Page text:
Thursday, July 11, 2013

Germany and the Free Rider Problem

As this Wikipedia article notes, "A free rider, in economics, refers to someone who benefits from resources, goods, or services without paying for the cost of the benefit." 

Germany is a free rider when it comes to Afghanistan. It has provided little in support of the military operations there, yet wants to exploit the benefits. From DW News:
Afghanistan is rich in resources. The first German-Afghan dialogue on natural resources aims to create perspectives for mineral deposits. But there are many obstacles ahead.
Afghanistan should no longer be equated with terrorism, but with natural resources. That, at least, is the aim of the first German-Afghan dialogue on resources, which takes place on Friday, July 5, in Berlin.
According to Afghan authorities, the country is in possession of over 2.3 trillion euros worth of natural resources. Among these resources are rare earth minerals, lithium, iron, tungsten, copper, lead, zinc, among others. It is especially lithium and rare earths which interest Germany as an industrial country. They are used, for example, in the manufacturing of turbines for wind energy.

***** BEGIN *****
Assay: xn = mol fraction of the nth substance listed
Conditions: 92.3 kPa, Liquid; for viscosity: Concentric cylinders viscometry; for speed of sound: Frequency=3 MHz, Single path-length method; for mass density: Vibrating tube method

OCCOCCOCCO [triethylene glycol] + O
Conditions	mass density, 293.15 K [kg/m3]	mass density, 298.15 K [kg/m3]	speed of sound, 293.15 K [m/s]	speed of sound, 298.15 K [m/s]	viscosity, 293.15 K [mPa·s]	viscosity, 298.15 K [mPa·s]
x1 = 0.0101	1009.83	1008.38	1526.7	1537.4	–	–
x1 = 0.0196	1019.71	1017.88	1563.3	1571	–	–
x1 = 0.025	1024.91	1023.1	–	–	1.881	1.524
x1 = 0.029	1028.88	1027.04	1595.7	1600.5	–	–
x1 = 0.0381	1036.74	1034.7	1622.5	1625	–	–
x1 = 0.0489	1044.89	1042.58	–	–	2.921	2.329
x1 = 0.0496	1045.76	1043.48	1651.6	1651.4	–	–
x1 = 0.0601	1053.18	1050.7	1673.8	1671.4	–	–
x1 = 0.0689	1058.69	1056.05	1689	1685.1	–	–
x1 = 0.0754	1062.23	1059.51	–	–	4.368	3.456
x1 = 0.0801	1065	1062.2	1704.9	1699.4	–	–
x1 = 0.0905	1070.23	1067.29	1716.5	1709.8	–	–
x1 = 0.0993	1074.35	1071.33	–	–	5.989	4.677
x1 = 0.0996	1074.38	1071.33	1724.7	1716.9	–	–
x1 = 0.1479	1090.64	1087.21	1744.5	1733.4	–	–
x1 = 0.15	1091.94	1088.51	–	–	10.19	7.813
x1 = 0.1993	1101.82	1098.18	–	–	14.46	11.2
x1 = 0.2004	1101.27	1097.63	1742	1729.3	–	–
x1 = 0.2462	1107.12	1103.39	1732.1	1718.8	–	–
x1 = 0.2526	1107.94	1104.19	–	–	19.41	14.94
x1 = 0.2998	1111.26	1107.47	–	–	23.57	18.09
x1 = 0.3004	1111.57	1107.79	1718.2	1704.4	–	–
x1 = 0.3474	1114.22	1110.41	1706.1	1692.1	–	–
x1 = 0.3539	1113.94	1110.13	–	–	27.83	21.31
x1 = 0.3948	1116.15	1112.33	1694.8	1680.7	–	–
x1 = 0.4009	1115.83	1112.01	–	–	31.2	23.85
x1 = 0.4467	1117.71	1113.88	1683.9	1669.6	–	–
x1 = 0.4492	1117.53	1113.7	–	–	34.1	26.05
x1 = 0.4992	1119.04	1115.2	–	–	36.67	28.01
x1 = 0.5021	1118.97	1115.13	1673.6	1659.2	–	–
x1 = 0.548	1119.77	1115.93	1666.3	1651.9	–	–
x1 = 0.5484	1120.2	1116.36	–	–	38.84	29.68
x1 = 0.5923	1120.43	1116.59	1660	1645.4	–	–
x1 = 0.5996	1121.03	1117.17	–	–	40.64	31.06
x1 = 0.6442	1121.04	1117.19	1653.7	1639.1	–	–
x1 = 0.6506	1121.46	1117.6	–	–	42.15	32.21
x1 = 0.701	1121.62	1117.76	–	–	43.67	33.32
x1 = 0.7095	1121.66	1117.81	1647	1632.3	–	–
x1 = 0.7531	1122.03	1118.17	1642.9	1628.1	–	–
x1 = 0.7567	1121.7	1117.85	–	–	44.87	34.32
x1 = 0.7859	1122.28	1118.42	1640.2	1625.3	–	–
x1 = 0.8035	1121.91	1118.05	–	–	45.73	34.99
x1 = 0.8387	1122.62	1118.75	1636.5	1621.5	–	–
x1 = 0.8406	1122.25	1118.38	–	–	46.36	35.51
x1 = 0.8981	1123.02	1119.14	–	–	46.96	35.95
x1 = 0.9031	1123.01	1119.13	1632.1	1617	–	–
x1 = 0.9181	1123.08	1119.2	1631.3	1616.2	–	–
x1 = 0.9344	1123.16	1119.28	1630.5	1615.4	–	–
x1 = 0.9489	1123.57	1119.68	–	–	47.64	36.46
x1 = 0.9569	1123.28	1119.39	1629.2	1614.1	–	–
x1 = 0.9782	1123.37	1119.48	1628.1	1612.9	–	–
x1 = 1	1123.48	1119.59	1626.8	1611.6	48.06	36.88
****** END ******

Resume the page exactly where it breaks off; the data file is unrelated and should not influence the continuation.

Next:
The Afghan Minister of Mines and Petroleum Wahidullah Shahrani and other Afghan government representatives are in Berlin to create a foundation for cooperation. Afghanistan can profit from its resources, says Shahrani, adding that Germany is one of Kabul's first choices in terms of economic cooperation.
"We have intensified our cooperation with Germany," he said, because the country is one of the largest buyers of minerals. "There are already a number of German consulting companies active in Afghanistan."

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